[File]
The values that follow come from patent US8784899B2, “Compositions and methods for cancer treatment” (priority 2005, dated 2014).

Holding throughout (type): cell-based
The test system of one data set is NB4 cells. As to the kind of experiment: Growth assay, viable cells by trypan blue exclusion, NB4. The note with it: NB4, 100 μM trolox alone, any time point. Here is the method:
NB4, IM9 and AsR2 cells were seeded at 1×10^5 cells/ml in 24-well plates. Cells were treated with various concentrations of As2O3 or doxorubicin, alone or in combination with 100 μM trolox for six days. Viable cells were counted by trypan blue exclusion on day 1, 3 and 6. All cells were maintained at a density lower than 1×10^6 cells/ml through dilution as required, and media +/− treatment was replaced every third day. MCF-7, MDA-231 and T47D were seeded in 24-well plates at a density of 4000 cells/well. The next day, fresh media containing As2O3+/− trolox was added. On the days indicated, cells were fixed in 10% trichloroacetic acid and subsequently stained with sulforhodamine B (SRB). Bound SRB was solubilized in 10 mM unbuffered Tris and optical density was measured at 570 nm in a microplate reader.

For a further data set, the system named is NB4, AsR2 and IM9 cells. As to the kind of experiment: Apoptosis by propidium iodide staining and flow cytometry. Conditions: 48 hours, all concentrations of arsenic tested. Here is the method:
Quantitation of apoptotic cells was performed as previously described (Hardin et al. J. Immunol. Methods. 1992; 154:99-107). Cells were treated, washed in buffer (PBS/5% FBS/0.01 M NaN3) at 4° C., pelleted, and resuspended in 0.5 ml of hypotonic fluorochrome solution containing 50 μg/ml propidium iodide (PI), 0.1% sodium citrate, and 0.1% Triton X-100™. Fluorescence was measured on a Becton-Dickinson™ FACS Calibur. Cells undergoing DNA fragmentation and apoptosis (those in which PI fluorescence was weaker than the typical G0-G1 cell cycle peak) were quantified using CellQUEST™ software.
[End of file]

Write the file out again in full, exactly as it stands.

The values that follow come from patent US8784899B2, “Compositions and methods for cancer treatment” (priority 2005, dated 2014).

Holding throughout (type): cell-based
The test system of one data set is NB4 cells. As to the kind of experiment: Growth assay, viable cells by trypan blue exclusion, NB4. The note with it: NB4, 100 μM trolox alone, any time point. Here is the method:
NB4, IM9 and AsR2 cells were seeded at 1×10^5 cells/ml in 24-well plates. Cells were treated with various concentrations of As2O3 or doxorubicin, alone or in combination with 100 μM trolox for six days. Viable cells were counted by trypan blue exclusion on day 1, 3 and 6. All cells were maintained at a density lower than 1×10^6 cells/ml through dilution as required, and media +/− treatment was replaced every third day. MCF-7, MDA-231 and T47D were seeded in 24-well plates at a density of 4000 cells/well. The next day, fresh media containing As2O3+/− trolox was added. On the days indicated, cells were fixed in 10% trichloroacetic acid and subsequently stained with sulforhodamine B (SRB). Bound SRB was solubilized in 10 mM unbuffered Tris and optical density was measured at 570 nm in a microplate reader.

For a further data set, the system named is NB4, AsR2 and IM9 cells. As to the kind of experiment: Apoptosis by propidium iodide staining and flow cytometry. Conditions: 48 hours, all concentrations of arsenic tested. Here is the method:
Quantitation of apoptotic cells was performed as previously described (Hardin et al. J. Immunol. Methods. 1992; 154:99-107). Cells were treated, washed in buffer (PBS/5% FBS/0.01 M NaN3) at 4° C., pelleted, and resuspended in 0.5 ml of hypotonic fluorochrome solution containing 50 μg/ml propidium iodide (PI), 0.1% sodium citrate, and 0.1% Triton X-100™. Fluorescence was measured on a Becton-Dickinson™ FACS Calibur. Cells undergoing DNA fragmentation and apoptosis (those in which PI fluorescence was weaker than the typical G0-G1 cell cycle peak) were quantified using CellQUEST™ software.